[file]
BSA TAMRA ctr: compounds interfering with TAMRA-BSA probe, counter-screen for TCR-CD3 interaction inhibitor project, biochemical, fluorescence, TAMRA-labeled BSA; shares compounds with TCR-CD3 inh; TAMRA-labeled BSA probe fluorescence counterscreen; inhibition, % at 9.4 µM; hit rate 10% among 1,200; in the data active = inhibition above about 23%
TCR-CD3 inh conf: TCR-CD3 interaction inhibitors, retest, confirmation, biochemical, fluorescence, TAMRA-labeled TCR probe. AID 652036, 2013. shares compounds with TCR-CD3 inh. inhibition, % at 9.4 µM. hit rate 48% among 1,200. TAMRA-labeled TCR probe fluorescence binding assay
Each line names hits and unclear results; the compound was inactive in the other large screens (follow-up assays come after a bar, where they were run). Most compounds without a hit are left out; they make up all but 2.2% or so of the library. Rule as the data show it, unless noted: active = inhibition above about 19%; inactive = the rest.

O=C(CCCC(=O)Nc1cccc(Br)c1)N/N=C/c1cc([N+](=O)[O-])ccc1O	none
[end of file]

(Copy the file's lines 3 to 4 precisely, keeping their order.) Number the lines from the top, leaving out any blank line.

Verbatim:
Each line names hits and unclear results; the compound was inactive in the other large screens (follow-up assays come after a bar, where they were run). Most compounds without a hit are left out; they make up all but 2.2% or so of the library. Rule as the data show it, unless noted: active = inhibition above about 19%; inactive = the rest.

O=C(CCCC(=O)Nc1cccc(Br)c1)N/N=C/c1cc([N+](=O)[O-])ccc1O	none